I just spent about four hours trying to solve a problem I’ll probably never actually encounter in the wild. Someone posted on the asp.net forums about script globalization using ASP.NET AJAX. This can be set up pretty easily by simply using the ScriptManager control and setting its EnableScriptGlobalization property to true. ScriptManager takes care of importing the necessary scripts and handling all the underlying code required to make things work.
What the seeker on the forums wanted to know, however, was whether this could be accomplished without the ScriptManager. In theory, all the ASP.NET AJAX framework scripts can be downloaded and used in a non-platform dependent manner.
Certain software problems are ubiquitous, and people tend to fall over themselves blogging and posting about them until Microsoft or some other vendor eventually either fixes the problem and it goes away. On the other hand, there are problems in the software bestiary that are so rare that working on them is the programming equivalent of doing cryptozoology.
This was a juicy problem of that sort. And I believe I have a solution. It basically involves redoing some of what the ScriptManager does automatically, but what the hey.
To support globalization in ecmascript, the ScriptManager basically sets a variable called __cultureInfo behind the scenes. This is then used by various ASP.NET AJAX script methods to provide formatting information. This is actually explained in the Microsoft documentation for the feature.
Behind the scenes, it seems clear, the ScriptManager is querying the CurrentUICulture of the current thread in order to determine the browser’s preferred language, and passing this to the __cultureInfo variable. The trick, then, is to determine the format of the culture data passed to __cultureInfo.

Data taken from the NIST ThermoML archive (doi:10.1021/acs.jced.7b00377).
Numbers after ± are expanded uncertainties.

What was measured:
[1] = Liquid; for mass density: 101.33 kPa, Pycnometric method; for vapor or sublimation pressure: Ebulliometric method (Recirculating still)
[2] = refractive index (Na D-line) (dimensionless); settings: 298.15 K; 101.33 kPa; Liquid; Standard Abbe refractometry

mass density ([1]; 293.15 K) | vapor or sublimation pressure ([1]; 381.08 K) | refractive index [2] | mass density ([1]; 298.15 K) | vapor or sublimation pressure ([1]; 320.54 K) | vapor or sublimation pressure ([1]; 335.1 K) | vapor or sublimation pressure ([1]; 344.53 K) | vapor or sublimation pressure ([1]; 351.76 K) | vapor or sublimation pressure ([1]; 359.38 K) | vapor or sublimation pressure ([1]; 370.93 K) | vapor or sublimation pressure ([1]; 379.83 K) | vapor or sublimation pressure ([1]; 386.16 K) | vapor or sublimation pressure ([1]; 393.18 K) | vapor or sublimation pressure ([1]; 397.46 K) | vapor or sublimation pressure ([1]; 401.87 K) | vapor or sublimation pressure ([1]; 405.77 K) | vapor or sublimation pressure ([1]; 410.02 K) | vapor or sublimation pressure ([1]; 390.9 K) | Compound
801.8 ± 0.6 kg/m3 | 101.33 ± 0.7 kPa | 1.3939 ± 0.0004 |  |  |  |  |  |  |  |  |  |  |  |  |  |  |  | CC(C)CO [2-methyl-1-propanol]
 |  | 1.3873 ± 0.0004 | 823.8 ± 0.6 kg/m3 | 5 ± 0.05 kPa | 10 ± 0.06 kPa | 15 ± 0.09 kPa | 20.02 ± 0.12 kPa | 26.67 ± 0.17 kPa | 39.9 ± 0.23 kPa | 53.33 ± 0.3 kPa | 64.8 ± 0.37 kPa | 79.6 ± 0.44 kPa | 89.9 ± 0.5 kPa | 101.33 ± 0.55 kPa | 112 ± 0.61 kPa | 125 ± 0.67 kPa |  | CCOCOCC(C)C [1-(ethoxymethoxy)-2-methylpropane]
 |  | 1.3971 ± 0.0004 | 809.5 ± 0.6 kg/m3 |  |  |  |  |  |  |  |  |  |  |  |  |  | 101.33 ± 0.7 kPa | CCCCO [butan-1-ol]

Here I had to use reflection to discover that there is an internal ClientCultureInfo type in the Sys.Web.Extensions assembly. It made sense that this was being serialized and passed to the __cultureInfo variable. With some trial and error, I finally got the serialization correct.
Now that we have the culture info formatted correctly, we need to be able to pass it to the client variable. We’ll create a public property in the code-behind that is accessible from the client, and set its value in the Page.Load event handler:
Finally, we need to use this code-behind property to set __cultureInfo. Just add the following script block to your markup in order to set the current culture:
I added this to the bottom of the page. To test whether this works, you will need to set the language property of your browser (if you are using IE, like I am). I set mine to French for testing. Then append the following script block below the one setting the culture above:
If you encounter any problems, it is possible that the web.config file is overriding the culture information from the browser. In that case, make sure the culture is set to “auto” in the config file, like this: